Similarly, Meadows is suing to stop the committee, skipped his deposition, and was held in contempt. His testimony could be key to knowing what information Trump was getting that day, from whom, and why he waited until most of the violence was over to issue his contemptible and far-too-late video statement.
One of the lesser-known individuals involved in the events of January 6th, activist Ali Alexander, has shown a little leg and cooperated to a point, turning over materials but also filing a suit challenging the wide digital net the committee is casting. The materials that Alexander did turn over to the committee, while apparently including no bombshells, do reveal that he texted with a few conservative lawmakers who voted to overturn the election—information that helps give us a better picture of the coordination between the various components of the coup: the Trump team, its congressional allies, and the activists.
We’re still waiting for the GOP report on January 6th that House Republican Leader Kevin McCarthy promised, but his preference, apparently like that of most Republicans, would surely be to memory-hole the day and the events that led up to it.
As for the January 6th committee, it is running out of time. If, as appears likely, Republicans win back the House in November’s midterm elections, they are expected to kill off the committee as soon as they are sworn in in January 2023. That puts a tight deadline on the committee’s work—especially considering that some of the lawsuits over subpoenas could take months to resolve. (Bannon’s trial for contempt of Congress, for example, is set for July and could go on for quite a while.)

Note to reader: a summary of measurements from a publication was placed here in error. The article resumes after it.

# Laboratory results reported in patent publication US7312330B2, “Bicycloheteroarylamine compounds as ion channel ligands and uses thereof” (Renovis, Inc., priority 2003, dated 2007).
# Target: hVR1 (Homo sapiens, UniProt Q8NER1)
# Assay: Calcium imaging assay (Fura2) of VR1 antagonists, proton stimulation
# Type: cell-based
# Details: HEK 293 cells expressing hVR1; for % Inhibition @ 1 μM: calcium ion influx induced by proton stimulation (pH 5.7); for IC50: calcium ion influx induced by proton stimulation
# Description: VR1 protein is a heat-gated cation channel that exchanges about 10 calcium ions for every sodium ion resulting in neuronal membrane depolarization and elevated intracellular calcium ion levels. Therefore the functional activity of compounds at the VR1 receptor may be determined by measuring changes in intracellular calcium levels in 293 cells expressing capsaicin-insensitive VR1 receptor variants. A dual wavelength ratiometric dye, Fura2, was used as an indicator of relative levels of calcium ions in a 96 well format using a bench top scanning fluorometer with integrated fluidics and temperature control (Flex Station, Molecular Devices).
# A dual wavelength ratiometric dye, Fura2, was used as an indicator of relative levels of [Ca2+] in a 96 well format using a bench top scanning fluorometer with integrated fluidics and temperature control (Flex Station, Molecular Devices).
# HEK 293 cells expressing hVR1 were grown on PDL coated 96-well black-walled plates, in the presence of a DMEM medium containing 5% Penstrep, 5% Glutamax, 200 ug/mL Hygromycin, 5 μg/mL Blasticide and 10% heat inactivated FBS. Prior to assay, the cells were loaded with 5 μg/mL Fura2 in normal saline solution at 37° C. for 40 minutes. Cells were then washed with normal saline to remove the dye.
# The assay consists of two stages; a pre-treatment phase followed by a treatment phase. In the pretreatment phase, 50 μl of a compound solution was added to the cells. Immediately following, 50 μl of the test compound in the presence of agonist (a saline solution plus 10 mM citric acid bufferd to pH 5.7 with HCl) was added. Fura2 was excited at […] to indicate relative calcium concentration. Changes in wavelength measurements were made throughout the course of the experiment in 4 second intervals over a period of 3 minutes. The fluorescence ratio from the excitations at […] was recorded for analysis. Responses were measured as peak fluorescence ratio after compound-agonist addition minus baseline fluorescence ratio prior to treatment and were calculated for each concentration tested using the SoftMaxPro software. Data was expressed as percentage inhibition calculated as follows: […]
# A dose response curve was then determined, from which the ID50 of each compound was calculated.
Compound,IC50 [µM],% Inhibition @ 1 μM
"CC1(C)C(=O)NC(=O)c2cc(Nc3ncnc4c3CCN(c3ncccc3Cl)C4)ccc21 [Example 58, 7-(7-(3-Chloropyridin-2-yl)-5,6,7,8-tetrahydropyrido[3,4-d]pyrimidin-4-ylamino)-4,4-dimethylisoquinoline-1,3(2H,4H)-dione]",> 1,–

If, to wrap up its work because of the midterm results, the committee has to rush out its final report late this year, it will unfortunately be based on only a fraction of the information the committee is seeking, since the relevant litigation will surely still be underway.
Even if Democrats manage to retain control of the House, which would permit the committee to continue its work beyond next January, the panel will lose at least one of its two Republican members, with Rep. Adam Kinzinger not seeking re-election. And Rep. Liz Cheney’s continued participation is contingent upon her winning her re-election race. A January 6th panel without them—with only Democrats participating—would just give Republicans more ammunition to say that the committee is a partisan witch hunt, as they’ve been saying since they walked away because Speaker Pelosi rejected McCarthy’s unserious nominees for the committee.
Given all the uncertainties, it is impossible at this point to guess what the committee’s final report will yield, but I can make this prediction: House Republicans, asked by journalists about the report, will tell you they didn’t have time to read it.